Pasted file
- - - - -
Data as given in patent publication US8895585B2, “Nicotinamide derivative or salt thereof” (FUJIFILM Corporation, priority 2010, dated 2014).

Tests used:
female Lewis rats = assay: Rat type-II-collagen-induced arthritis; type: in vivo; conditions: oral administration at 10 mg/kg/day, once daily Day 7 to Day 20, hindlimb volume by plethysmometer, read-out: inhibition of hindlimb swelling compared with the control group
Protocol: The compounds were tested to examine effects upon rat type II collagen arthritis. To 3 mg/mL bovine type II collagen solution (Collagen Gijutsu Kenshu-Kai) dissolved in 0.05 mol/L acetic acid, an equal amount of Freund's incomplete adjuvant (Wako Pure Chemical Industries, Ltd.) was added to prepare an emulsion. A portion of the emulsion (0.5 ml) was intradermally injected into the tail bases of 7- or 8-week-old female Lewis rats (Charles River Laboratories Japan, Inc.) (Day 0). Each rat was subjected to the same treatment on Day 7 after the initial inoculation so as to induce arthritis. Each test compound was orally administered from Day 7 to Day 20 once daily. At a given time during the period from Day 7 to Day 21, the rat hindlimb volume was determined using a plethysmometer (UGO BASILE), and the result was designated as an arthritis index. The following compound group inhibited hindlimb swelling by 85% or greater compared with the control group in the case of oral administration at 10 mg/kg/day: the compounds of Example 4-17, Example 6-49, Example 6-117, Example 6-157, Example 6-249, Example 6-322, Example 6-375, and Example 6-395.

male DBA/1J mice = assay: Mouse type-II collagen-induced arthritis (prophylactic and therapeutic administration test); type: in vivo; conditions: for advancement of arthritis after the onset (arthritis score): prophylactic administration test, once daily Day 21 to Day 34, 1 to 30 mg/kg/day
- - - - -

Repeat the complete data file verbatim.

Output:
Data as given in patent publication US8895585B2, “Nicotinamide derivative or salt thereof” (FUJIFILM Corporation, priority 2010, dated 2014).

Tests used:
female Lewis rats = assay: Rat type-II-collagen-induced arthritis; type: in vivo; conditions: oral administration at 10 mg/kg/day, once daily Day 7 to Day 20, hindlimb volume by plethysmometer, read-out: inhibition of hindlimb swelling compared with the control group
Protocol: The compounds were tested to examine effects upon rat type II collagen arthritis. To 3 mg/mL bovine type II collagen solution (Collagen Gijutsu Kenshu-Kai) dissolved in 0.05 mol/L acetic acid, an equal amount of Freund's incomplete adjuvant (Wako Pure Chemical Industries, Ltd.) was added to prepare an emulsion. A portion of the emulsion (0.5 ml) was intradermally injected into the tail bases of 7- or 8-week-old female Lewis rats (Charles River Laboratories Japan, Inc.) (Day 0). Each rat was subjected to the same treatment on Day 7 after the initial inoculation so as to induce arthritis. Each test compound was orally administered from Day 7 to Day 20 once daily. At a given time during the period from Day 7 to Day 21, the rat hindlimb volume was determined using a plethysmometer (UGO BASILE), and the result was designated as an arthritis index. The following compound group inhibited hindlimb swelling by 85% or greater compared with the control group in the case of oral administration at 10 mg/kg/day: the compounds of Example 4-17, Example 6-49, Example 6-117, Example 6-157, Example 6-249, Example 6-322, Example 6-375, and Example 6-395.

male DBA/1J mice = assay: Mouse type-II collagen-induced arthritis (prophylactic and therapeutic administration test); type: in vivo; conditions: for advancement of arthritis after the onset (arthritis score): prophylactic administration test, once daily Day 21 to Day 34, 1 to 30 mg/kg/day